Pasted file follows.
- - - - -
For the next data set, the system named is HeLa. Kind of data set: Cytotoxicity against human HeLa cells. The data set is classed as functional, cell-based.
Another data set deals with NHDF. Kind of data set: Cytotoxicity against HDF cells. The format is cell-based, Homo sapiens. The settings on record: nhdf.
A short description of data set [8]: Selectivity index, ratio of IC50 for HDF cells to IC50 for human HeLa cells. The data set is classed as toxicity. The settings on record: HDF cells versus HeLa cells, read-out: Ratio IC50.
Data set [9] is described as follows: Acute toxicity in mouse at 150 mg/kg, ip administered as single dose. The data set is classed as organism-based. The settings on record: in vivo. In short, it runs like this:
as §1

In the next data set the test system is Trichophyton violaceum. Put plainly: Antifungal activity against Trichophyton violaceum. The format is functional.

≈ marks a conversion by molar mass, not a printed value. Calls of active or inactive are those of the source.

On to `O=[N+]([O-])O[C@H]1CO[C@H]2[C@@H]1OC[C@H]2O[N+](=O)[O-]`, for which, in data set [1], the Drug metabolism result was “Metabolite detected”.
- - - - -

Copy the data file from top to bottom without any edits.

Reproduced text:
For the next data set, the system named is HeLa. Kind of data set: Cytotoxicity against human HeLa cells. The data set is classed as functional, cell-based.
Another data set deals with NHDF. Kind of data set: Cytotoxicity against HDF cells. The format is cell-based, Homo sapiens. The settings on record: nhdf.
A short description of data set [8]: Selectivity index, ratio of IC50 for HDF cells to IC50 for human HeLa cells. The data set is classed as toxicity. The settings on record: HDF cells versus HeLa cells, read-out: Ratio IC50.
Data set [9] is described as follows: Acute toxicity in mouse at 150 mg/kg, ip administered as single dose. The data set is classed as organism-based. The settings on record: in vivo. In short, it runs like this:
as §1

In the next data set the test system is Trichophyton violaceum. Put plainly: Antifungal activity against Trichophyton violaceum. The format is functional.

≈ marks a conversion by molar mass, not a printed value. Calls of active or inactive are those of the source.

On to `O=[N+]([O-])O[C@H]1CO[C@H]2[C@@H]1OC[C@H]2O[N+](=O)[O-]`, for which, in data set [1], the Drug metabolism result was “Metabolite detected”.